Veteran public service administrator Andrew Ndishishi is the new chairperson of the third Employment Services Board that resorts under the Ministery of Labour, Industrial Relations and Employment Creation.
The main task of the 14-member board is to facilitate and coordinate multi-sectoral cooperation to achieve the objectives of the Employment Services Act.
While inaugurating the board in Windhoek yesterday, labour minister Utoni Nujoma called on the board to hit the ground running to ensure it delivers on its mandate before its term ends.
Nujoma cautioned the new body to avoid emulating its predecessor, the Second Employment Services Board, that he believes has failed in its mandate.
“As an organ of State, your appointment spans for three years in which several milestones are expected to be achieved,” said the minister.
“Your attention is drawn to a plan of action with clear outputs and achievable targets that need to be crafted and realised over the tenure of your office. I am informed that most of the activities on the plan of action for the previous board were not executed by the time their term expired.”
He tasked the board tackles various labour-related issues, including the finalization of the amendment of the Employment Service Act of 2011 that has been protracted for four years.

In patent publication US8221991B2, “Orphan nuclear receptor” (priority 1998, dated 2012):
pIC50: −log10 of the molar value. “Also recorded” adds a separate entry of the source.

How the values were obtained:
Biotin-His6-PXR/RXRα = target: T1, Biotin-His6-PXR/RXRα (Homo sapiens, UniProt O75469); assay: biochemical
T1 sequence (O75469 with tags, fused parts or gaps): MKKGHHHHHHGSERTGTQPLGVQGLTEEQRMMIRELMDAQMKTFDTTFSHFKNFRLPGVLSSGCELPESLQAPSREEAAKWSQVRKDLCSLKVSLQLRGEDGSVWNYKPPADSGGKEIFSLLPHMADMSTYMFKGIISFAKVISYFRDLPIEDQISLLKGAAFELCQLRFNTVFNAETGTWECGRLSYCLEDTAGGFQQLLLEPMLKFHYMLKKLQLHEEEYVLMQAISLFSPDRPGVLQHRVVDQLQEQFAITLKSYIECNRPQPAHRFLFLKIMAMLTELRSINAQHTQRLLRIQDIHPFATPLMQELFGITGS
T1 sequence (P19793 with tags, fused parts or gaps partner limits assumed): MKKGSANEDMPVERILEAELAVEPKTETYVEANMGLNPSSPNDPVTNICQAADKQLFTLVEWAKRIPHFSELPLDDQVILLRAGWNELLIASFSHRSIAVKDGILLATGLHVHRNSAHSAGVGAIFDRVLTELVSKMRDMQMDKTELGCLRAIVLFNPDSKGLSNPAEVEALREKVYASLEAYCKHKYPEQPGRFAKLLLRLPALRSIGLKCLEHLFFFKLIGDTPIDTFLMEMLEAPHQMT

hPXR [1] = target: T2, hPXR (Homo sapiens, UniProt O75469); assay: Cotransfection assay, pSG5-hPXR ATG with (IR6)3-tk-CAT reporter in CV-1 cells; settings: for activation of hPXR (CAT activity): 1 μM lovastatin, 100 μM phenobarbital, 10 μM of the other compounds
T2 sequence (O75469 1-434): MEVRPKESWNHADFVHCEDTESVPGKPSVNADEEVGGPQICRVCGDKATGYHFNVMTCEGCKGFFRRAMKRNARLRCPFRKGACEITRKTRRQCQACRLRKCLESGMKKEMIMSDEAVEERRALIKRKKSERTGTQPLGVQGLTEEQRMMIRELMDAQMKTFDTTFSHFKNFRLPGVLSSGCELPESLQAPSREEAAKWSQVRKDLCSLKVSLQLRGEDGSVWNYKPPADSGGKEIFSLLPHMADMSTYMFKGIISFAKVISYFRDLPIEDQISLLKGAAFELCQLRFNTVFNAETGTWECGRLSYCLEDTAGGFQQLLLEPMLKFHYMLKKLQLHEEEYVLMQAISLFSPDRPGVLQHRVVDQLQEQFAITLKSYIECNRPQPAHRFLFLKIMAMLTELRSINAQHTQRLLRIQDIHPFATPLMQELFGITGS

“I am urging for a speedy process of amending the Employment Service Act,” he said.
“The implementation of the Employment Services Act is paramount to the functioning of public employment. Your mandate is to ensure the integration of this Act into national developmental agendas.”
Nujoma also highlighted the importance of public-private partnership in the delivery of employment services, given the changes in the labour market and increased demand for specialized services.
However, he expressed his displeasure at “non-compliance” towards the provisions of the Employment Services Act by some employers in the country.
As a result, the labour minister said he instructed the board to institute penalties as articulated in the Employment Services Act.
Other members of the board include former immigration commissioner, Nkurumah Mushelenga, trade unionists Loide Shaanika and Mahongora Kavihuha as well as labour expert Michael Akuupa.
Members of the board are drawn from various sectors including the public service, private sector as well as non-governmental and youth organizations.
Other members of the board are David Iigonda, Lavinia Karises, Eite Shiponeni, Johannes Kangandjera, Dantago Garosas, Jessica Gawachab, Romana Hidileko, Bernhard Tjatjara and Matheus Shimpopileni are also members of the board.